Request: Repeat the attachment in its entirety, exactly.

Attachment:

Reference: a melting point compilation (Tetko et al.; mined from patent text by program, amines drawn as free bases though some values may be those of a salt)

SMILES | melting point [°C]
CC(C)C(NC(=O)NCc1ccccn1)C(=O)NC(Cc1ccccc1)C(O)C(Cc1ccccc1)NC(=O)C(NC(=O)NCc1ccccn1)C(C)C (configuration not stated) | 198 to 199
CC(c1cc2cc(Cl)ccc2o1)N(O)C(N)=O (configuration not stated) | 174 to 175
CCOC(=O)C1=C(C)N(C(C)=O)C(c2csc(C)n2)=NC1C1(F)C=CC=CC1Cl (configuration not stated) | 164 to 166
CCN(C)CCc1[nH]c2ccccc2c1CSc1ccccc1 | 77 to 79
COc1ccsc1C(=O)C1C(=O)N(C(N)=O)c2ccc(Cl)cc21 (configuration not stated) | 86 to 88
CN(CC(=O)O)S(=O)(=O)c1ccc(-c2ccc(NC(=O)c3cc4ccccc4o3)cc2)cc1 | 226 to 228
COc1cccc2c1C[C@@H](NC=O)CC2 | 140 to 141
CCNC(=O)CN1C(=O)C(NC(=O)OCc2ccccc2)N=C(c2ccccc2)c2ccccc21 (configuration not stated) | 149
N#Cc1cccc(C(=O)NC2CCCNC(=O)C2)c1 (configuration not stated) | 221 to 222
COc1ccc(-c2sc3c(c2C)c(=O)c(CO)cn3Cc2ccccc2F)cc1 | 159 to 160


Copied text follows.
Reference: a melting point compilation (Tetko et al.; mined from patent text by program, amines drawn as free bases though some values may be those of a salt)

SMILES | melting point [°C]
CC(C)C(NC(=O)NCc1ccccn1)C(=O)NC(Cc1ccccc1)C(O)C(Cc1ccccc1)NC(=O)C(NC(=O)NCc1ccccn1)C(C)C (configuration not stated) | 198 to 199
CC(c1cc2cc(Cl)ccc2o1)N(O)C(N)=O (configuration not stated) | 174 to 175
CCOC(=O)C1=C(C)N(C(C)=O)C(c2csc(C)n2)=NC1C1(F)C=CC=CC1Cl (configuration not stated) | 164 to 166
CCN(C)CCc1[nH]c2ccccc2c1CSc1ccccc1 | 77 to 79
COc1ccsc1C(=O)C1C(=O)N(C(N)=O)c2ccc(Cl)cc21 (configuration not stated) | 86 to 88
CN(CC(=O)O)S(=O)(=O)c1ccc(-c2ccc(NC(=O)c3cc4ccccc4o3)cc2)cc1 | 226 to 228
COc1cccc2c1C[C@@H](NC=O)CC2 | 140 to 141
CCNC(=O)CN1C(=O)C(NC(=O)OCc2ccccc2)N=C(c2ccccc2)c2ccccc21 (configuration not stated) | 149
N#Cc1cccc(C(=O)NC2CCCNC(=O)C2)c1 (configuration not stated) | 221 to 222
COc1ccc(-c2sc3c(c2C)c(=O)c(CO)cn3Cc2ccccc2F)cc1 | 159 to 160